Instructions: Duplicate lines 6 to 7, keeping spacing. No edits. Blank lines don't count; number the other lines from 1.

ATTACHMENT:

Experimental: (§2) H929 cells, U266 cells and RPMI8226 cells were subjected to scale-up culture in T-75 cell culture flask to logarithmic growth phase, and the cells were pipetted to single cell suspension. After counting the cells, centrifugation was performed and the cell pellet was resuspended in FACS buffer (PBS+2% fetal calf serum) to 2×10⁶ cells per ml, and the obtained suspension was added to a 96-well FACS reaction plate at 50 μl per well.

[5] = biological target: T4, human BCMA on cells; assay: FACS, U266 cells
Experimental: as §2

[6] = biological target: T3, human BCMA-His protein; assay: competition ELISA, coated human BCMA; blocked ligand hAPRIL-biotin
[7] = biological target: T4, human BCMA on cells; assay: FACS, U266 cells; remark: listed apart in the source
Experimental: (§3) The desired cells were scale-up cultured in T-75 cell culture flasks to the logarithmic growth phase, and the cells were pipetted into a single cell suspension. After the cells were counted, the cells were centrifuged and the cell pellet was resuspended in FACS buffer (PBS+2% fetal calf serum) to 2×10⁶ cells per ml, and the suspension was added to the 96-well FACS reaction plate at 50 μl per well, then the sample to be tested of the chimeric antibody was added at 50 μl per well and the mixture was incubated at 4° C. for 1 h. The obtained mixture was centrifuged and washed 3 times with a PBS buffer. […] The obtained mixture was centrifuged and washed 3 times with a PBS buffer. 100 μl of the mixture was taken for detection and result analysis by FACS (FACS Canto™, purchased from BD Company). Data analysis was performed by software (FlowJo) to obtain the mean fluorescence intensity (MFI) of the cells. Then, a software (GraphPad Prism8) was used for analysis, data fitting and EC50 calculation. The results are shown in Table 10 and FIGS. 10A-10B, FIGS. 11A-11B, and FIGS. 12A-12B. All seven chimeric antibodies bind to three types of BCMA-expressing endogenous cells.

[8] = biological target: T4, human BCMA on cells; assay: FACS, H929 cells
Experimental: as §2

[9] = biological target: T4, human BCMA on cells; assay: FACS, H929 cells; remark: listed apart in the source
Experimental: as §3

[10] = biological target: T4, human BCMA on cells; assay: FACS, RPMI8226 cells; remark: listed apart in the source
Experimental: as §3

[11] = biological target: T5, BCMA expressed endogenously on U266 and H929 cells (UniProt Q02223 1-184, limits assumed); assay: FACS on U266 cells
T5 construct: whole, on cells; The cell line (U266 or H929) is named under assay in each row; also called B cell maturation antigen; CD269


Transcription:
Experimental: (§3) The desired cells were scale-up cultured in T-75 cell culture flasks to the logarithmic growth phase, and the cells were pipetted into a single cell suspension. After the cells were counted, the cells were centrifuged and the cell pellet was resuspended in FACS buffer (PBS+2% fetal calf serum) to 2×10⁶ cells per ml, and the suspension was added to the 96-well FACS reaction plate at 50 μl per well, then the sample to be tested of the chimeric antibody was added at 50 μl per well and the mixture was incubated at 4° C. for 1 h. The obtained mixture was centrifuged and washed 3 times with a PBS buffer. […] The obtained mixture was centrifuged and washed 3 times with a PBS buffer. 100 μl of the mixture was taken for detection and result analysis by FACS (FACS Canto™, purchased from BD Company). Data analysis was performed by software (FlowJo) to obtain the mean fluorescence intensity (MFI) of the cells. Then, a software (GraphPad Prism8) was used for analysis, data fitting and EC50 calculation. The results are shown in Table 10 and FIGS. 10A-10B, FIGS. 11A-11B, and FIGS. 12A-12B. All seven chimeric antibodies bind to three types of BCMA-expressing endogenous cells.

[8] = biological target: T4, human BCMA on cells; assay: FACS, H929 cells